In a note posted on 26 November, TOC editor Terry Xu reported that that he now fears that he could be arrested any day. It was the first message to appear on the site since five police officers arrived at his home on 20 November, confiscated all of the site’s electronic equipment and took him away for an interrogation that lasted eight hours.
The pretext for this show of force was a comment posted on the site on 4 September by a blogger using the pseudonym of Willy Sum, who criticized “corruption at the highest echelons” of the ruling party leadership and “tampering with the constitution.” He was himself questioned by the police on 26 November on suspicion of “criminal defamation.”
On 18 September, two weeks after the comment was posted, TOC was ordered to remove it within six hours by the Info-Communications Media Development Authority (IMDA), an information ministry offshoot.
Although TOC complied immediately, the police nonetheless used this case a pretext for seizing its equipment two months later, on 20 November. It was only thanks to the support of its readers that TOC was able to acquire new equipment and resume publishing on 26 November.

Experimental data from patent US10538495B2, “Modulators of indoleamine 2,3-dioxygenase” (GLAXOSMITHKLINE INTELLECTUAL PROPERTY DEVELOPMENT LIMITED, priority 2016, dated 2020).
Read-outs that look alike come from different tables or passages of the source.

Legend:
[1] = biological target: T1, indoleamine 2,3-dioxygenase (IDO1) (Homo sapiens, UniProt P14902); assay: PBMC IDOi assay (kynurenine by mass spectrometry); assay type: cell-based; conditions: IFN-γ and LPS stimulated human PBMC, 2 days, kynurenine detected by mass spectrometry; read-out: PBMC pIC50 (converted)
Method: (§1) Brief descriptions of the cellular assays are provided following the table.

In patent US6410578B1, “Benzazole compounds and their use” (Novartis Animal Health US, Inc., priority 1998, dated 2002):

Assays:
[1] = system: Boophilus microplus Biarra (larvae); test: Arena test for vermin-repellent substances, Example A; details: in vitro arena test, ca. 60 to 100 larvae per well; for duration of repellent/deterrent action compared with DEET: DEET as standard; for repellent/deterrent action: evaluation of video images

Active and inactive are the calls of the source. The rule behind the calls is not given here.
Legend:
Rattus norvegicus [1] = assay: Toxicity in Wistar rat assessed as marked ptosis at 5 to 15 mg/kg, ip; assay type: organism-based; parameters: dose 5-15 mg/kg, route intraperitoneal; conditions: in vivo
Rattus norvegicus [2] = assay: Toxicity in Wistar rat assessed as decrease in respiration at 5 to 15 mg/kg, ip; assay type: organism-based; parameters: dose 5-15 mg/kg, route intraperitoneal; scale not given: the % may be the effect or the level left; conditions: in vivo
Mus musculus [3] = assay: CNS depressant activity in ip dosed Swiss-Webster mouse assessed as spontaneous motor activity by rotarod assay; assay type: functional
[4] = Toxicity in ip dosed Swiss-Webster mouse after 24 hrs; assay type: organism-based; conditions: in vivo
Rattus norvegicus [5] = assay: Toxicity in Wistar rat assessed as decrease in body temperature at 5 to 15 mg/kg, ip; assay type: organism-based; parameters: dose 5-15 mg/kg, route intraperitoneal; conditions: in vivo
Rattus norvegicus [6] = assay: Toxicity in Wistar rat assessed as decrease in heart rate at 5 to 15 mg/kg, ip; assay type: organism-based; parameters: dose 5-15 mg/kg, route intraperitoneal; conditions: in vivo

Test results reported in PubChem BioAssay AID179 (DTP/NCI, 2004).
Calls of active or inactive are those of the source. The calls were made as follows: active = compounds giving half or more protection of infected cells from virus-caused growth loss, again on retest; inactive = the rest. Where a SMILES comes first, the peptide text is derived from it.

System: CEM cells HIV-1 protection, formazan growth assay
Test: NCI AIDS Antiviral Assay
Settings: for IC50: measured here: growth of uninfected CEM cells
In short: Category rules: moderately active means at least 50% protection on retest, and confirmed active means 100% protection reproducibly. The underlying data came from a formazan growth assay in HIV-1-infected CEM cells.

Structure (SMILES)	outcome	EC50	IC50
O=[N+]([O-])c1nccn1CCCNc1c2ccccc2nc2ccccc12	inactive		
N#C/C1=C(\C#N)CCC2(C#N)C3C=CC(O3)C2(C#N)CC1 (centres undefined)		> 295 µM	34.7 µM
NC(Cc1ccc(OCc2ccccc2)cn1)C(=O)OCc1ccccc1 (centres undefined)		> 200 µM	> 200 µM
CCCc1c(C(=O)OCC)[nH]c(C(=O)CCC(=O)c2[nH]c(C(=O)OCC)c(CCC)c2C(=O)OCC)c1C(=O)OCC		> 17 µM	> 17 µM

“Exhuming this old case in order to intimidate The Online Citizen’s editor and deprive it of the means of publishing was a crude harassment ploy,” said Daniel Bastard, the head of RSF’s Asia-Pacific desk. “These summary interrogations must stop and the confiscated equipment must be returned at once. We call on the Singaporean authorities to stop trying to censor all content that displeases them.”
This is not the first time that TOC has been targeted by the city state’s government. In 2016, RSF expressed concern about the interior ministry’s repeated attempts to get the site shut down on the basis of spurious complaints.
Singapore is ranked 151st out of 180 countries in RSF’s 2018 World Press Freedom Index.